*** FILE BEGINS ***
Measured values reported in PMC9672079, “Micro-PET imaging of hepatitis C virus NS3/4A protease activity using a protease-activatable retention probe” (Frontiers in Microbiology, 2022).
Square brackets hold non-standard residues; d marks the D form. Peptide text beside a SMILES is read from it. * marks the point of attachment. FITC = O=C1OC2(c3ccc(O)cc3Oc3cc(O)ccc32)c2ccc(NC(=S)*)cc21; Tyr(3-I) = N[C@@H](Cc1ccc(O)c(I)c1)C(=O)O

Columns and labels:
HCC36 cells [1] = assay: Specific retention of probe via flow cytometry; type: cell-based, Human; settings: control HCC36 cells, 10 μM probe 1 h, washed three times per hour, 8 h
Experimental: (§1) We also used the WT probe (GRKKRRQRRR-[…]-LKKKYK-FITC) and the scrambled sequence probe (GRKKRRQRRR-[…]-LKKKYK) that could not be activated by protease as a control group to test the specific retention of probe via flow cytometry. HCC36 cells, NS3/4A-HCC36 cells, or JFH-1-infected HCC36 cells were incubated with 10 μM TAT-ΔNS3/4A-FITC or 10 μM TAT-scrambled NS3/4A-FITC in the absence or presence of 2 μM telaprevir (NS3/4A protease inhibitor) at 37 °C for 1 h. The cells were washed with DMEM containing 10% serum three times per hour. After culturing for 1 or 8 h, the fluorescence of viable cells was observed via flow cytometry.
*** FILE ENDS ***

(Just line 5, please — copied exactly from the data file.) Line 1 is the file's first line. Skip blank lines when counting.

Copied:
Experimental: (§1) We also used the WT probe (GRKKRRQRRR-[…]-LKKKYK-FITC) and the scrambled sequence probe (GRKKRRQRRR-[…]-LKKKYK) that could not be activated by protease as a control group to test the specific retention of probe via flow cytometry. HCC36 cells, NS3/4A-HCC36 cells, or JFH-1-infected HCC36 cells were incubated with 10 μM TAT-ΔNS3/4A-FITC or 10 μM TAT-scrambled NS3/4A-FITC in the absence or presence of 2 μM telaprevir (NS3/4A protease inhibitor) at 37 °C for 1 h. The cells were washed with DMEM containing 10% serum three times per hour. After culturing for 1 or 8 h, the fluorescence of viable cells was observed via flow cytometry.